Let’s Get Started

Here are a few strategies to pursue as you work to make your site more user-friendly.


• Make your website’s organization and structure clear in your navigation toolbar.

• When all of your content is evident on the toolbar, your site looks tightly focused.

• Navigation is not a one-size-fits-all. Design your toolbar according to your site type.

• Remember: A well-designed toolbar provides simple, fast, organized navigation.

Menu Subtitles

        • Adding subtitles to the main navigation menu improves your website’s navigation.

        • Subtitles increase aesthetic value – something visitors will notice and appreciate.

        • Subtitles make your navigation more usable and provide important extra information.

Drop-Down Menus

        • An older, yet highly effective technique. A good reminder not to simply dismiss the tried-and-true.

• Drop-down menus are the opposite of subtitles. They appear after clicking on desired information.

• They work because they’re familiar, so users intuitively know what will happen when they click.


• Icons help you grab user’s attention and make navigation links more descriptive and informative.

• A picture is worth a thousand words – imagery stimulates users more efficiently than simple texts.

Creative Footers

• Many web design experts use navigation links in the footer. Why? Because they work.

• Users wondering what to do next often scroll to the footer. An engaging link there keeps them onsite.

Take our website scorecard test and see how your site stacks up. 

Next week: Let’s get functional.

Is Your Website Just Another Pretty Face?

First in a Series

Your website may be pretty, but does it have personality? Is it witty and engaging, or is it the kind of party guest you’d wish would leave early because it bores people to tears?

Good content is what drives people to your site, and it’s what keeps them there. And make sure your content is constantly updated, because there’s nothing worse than someone who tells the same stories over and over.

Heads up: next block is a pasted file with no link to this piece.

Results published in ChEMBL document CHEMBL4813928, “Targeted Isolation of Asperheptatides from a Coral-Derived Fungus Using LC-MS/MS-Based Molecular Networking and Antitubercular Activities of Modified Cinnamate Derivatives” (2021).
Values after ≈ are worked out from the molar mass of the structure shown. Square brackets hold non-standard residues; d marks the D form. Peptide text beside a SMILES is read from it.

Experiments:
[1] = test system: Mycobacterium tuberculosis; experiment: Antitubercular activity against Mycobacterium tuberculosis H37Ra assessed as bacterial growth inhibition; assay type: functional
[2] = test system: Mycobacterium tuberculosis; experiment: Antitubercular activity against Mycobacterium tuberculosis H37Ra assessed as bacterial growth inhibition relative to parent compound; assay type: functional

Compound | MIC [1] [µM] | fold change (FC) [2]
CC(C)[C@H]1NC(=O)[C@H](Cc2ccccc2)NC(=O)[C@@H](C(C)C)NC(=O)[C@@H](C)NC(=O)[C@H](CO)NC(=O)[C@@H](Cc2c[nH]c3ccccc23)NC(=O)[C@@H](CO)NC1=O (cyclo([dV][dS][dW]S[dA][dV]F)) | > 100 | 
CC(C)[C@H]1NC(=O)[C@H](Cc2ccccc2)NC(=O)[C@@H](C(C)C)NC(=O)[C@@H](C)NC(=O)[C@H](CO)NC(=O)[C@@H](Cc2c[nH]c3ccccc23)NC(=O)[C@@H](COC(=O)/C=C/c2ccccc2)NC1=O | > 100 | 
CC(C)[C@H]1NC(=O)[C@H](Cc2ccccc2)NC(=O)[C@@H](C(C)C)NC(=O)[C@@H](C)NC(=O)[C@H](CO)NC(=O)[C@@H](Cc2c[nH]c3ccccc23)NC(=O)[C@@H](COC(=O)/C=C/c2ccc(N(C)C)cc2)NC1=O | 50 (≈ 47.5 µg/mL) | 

Can You Answer ‘Yes’?

• Your website offers clear calls-to-action throughout.

• Tagline and body copy quickly say who you are, what you do.

• Your homepage communicates key points at a glance.

• You frequently update your website’s content.

• Your website copy conveys your “brand voice.”

Be brutally honest. Remember, content is king. It will largely determine your site’s success. Then keep these points in mind as you start thinking about what you need to do.

• Lack of quality content may hinder your SEO efforts.

• Be different from the masses – try to provide unique content.

• Convey expertise and confidence but don’t overdo it.

• Share and express your knowledge in meaningful, helpful ways.

Keep It Short

When creating content, remember to keep it short and concise. Don’t dumb it down – we’re not talking Dick and Jane here. But we’re not talking Jet Propulsion Lab either. Use headlines –  they facilitate scanning, which is how most people read. Use bullets for lists. Again, it assists scanning and provides emphasis.